“In a word, by focusing our eyes on Christ, the Rosary also makes us peacemakers in the world. By its nature as an insistent choral petition in harmony with Christ’s invitation to “pray ceaselessly” (Lk 18:1), the Rosary allows us to hope that, even today, the difficult “battle” for peace can be won. Far from offering an escape from the problems of the world, the Rosary obliges us to see them with responsible and generous eyes, and obtains for us the strength to face them with the certainty of God’s help and the firm intention of bearing witness in every situation to “love, which binds everything together in perfect harmony” (Col 3:14)” (40).

JP2’s Tips for Praying the Rosary:

Use suitable icons to meditate on each Mystery.

Announcing each mystery, and perhaps even using a suitable icon to portray it, is as it were to open up a scenario on which to focus our attention. The words direct the imagination and the mind towards a particular episode or moment in the life of Christ… This is a methodology, moreover, which corresponds to the inner logic of the Incarnation: in Jesus, God wanted to take on human features. It is through his bodily reality that we are led into contact with the mystery of his divinity” (29).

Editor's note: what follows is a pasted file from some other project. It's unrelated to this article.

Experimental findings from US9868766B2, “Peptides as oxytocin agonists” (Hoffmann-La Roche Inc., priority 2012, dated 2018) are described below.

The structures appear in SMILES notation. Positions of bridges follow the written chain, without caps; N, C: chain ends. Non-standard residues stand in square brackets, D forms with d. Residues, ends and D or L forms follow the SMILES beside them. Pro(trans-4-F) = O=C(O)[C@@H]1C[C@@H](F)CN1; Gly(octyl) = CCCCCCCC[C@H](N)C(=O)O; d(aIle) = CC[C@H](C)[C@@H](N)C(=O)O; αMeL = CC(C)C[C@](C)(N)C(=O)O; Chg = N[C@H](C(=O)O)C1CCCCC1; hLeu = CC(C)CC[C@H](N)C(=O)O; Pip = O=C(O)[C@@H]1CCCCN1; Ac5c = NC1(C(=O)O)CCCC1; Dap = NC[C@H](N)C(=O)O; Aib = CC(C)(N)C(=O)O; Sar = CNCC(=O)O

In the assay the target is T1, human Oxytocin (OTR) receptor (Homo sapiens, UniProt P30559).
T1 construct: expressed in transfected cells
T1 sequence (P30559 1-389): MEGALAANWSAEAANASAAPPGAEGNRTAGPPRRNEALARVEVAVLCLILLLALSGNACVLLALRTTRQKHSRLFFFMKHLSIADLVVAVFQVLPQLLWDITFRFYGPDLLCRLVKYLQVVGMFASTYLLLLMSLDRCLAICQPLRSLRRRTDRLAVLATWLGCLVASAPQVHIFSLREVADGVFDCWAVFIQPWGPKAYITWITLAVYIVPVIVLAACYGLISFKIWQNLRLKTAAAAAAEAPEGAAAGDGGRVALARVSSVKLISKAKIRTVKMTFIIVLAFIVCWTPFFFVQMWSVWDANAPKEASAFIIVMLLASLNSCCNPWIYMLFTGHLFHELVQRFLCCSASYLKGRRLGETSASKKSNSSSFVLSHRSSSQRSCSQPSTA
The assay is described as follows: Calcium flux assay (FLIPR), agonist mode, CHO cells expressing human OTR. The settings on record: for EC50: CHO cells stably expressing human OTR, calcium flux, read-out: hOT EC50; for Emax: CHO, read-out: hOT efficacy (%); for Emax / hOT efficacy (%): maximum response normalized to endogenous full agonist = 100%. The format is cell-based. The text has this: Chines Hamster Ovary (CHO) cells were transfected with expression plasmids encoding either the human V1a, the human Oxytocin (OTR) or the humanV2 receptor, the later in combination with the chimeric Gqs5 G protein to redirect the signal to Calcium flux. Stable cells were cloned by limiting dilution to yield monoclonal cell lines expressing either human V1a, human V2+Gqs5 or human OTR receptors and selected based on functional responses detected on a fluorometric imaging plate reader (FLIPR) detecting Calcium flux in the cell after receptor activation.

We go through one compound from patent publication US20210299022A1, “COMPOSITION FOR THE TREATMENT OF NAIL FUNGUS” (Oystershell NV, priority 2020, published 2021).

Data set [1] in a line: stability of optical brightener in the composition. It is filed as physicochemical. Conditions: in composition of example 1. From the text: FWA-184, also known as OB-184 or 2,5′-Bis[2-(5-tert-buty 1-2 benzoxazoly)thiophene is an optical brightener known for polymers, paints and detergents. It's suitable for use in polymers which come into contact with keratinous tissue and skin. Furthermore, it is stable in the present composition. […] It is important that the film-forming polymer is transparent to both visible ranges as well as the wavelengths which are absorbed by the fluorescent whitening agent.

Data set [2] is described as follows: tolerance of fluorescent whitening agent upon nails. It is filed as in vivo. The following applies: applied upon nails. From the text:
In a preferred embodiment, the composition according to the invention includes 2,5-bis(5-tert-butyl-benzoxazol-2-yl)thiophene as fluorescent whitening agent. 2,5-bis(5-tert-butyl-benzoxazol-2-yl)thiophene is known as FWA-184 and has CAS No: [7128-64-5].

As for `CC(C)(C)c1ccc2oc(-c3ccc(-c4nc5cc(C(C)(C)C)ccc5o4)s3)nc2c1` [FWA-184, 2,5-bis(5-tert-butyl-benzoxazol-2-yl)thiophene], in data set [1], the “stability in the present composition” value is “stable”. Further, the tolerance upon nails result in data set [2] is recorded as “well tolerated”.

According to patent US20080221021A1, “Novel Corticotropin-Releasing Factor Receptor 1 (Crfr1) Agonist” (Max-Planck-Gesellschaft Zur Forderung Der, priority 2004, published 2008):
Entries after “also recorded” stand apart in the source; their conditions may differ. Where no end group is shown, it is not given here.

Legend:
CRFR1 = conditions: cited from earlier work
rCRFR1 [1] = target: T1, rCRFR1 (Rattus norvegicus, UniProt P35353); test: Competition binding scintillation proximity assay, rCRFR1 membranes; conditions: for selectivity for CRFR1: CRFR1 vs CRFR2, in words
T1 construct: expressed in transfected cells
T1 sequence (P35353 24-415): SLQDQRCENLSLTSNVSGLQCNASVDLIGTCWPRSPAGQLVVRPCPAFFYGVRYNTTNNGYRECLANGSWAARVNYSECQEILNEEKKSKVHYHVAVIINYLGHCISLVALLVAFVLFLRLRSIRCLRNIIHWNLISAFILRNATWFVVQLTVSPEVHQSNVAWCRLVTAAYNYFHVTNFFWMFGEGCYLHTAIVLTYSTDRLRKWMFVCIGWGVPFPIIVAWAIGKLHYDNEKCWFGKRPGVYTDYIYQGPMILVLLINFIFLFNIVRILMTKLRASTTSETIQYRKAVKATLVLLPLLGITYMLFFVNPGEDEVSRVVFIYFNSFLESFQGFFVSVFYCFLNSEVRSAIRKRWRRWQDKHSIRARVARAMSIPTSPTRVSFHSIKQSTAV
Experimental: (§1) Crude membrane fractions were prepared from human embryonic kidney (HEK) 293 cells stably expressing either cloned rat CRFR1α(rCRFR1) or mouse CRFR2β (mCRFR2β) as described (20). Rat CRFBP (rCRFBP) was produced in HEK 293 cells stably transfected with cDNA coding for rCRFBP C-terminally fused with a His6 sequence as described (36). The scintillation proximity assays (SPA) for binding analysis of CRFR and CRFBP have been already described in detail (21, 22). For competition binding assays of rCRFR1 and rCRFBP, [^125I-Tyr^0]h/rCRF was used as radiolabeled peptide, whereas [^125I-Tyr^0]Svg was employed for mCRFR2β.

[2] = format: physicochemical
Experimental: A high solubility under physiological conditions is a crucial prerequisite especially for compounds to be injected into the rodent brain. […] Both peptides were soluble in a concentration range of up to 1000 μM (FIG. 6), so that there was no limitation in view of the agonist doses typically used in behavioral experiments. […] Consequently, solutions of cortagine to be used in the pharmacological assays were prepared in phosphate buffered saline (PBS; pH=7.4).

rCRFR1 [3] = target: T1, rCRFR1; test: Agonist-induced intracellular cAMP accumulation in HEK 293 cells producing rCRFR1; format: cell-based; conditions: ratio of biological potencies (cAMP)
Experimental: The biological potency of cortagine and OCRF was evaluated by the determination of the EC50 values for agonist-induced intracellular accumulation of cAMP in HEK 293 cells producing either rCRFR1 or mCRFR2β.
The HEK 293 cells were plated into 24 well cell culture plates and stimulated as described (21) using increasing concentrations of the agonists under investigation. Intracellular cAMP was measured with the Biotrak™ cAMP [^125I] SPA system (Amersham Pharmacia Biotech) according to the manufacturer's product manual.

Rosary-based lectio divina.

“Obviously these mysteries neither replace the Gospel nor exhaust its content. The Rosary, therefore, is no substitute for lectio divina; on the contrary, it presupposes and promotes it” (29).

Use Scripture.

“In order to supply a Biblical foundation and greater depth to our meditation, it is helpful to follow the announcement of the mystery with the proclamation of a related Biblical passage, long or short, depending on the circumstances. No other words can ever match the efficacy of the inspired word. As we listen, we are certain that this is the word of God, spoken for today and spoken “for me”” (30).

If received in this way, the word of God can become part of the Rosary’s methodology of repetition without giving rise to the ennui derived from the simple recollection of something already well known. It is not a matter of recalling information but of allowing God to speak. In certain solemn communal celebrations, this word can be appropriately illustrated by a brief commentary.

Silence